The free agent market can still provide a means to add quality players to a roster; however teams are doing all they can to sign their best players to extensions before their contracts expire, and in an increasing number of cases before the player is anywhere close to becoming a free agent. The Cincinnati Reds’ decision to sign MVP first baseman Joey Votto to a 10-year, $225m contract extension in March 2012 is arguably the most eye-catching example of a team that isn’t a major financial powerhouse investing a considerable sum to lock up their cornerstone player for years to come.

As the potential premium free agent class reduces in number, so the price to acquire such players goes up. Just as importantly, those players may not reach free agency until later in their careers if they have opted to take up the offer of a guaranteed contract during their arbitration years, which teams often agree to if they can buy out some potential free agent years in the process.

Albert Pujols is one of the greatest hitters in MLB history and when he hit the free agent market in the 2011/12 offseason his track record suggested he deserved one of the most lucrative free agent contracts ever signed. That’s exactly what he accepted from the Los Angeles Angels (10-year, $240m), but the big compromise the Angels had to make in acquiring Pujols was in signing him to the contract a month before his 32nd birthday.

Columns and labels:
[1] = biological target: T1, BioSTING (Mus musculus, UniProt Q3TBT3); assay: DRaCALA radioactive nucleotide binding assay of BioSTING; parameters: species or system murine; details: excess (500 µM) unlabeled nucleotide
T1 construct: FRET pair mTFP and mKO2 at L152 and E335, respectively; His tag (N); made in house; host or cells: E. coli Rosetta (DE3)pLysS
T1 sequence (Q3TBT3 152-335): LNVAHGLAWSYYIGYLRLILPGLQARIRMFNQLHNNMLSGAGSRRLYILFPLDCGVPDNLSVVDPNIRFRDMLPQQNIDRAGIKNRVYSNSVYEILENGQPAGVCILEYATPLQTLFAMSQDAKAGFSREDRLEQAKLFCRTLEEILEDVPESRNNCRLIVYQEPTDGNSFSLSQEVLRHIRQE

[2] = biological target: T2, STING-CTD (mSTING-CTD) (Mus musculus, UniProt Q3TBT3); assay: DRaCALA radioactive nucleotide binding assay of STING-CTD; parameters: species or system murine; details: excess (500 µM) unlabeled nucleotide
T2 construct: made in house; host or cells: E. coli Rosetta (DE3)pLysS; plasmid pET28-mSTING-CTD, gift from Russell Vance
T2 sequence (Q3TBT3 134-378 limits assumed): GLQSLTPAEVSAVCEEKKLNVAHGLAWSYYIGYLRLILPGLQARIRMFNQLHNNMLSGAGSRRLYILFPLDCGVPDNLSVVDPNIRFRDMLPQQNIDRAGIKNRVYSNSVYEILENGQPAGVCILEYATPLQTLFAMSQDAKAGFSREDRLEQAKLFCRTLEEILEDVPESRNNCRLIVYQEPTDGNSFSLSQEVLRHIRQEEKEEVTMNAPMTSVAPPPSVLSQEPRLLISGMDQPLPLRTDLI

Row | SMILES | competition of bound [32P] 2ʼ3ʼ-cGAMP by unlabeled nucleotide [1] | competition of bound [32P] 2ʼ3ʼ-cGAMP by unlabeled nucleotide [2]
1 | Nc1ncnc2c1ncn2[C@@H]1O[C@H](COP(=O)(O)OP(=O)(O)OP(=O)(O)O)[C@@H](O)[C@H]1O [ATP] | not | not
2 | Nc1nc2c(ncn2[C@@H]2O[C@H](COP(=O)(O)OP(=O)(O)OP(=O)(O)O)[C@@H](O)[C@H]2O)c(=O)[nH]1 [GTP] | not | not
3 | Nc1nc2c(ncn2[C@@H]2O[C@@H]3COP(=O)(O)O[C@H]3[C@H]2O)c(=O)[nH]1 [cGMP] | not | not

The second half of that contract will see the Angels paying Pujols $140m during his age 37 to 41 year old seasons. They will be paying him for his exceptional performances for the St. Louis Cardinals many years earlier rather than for his contributions to the Angels at the time.  You can call it inefficient spending or ‘not much bang for your buck’, either way it’s in stark contrast to the value you can receive from a young player, even before you factor in the way a fanbase can be energized by an exciting homegrown talent coming through, such as the Matt Harvey effect with the New York Mets this season.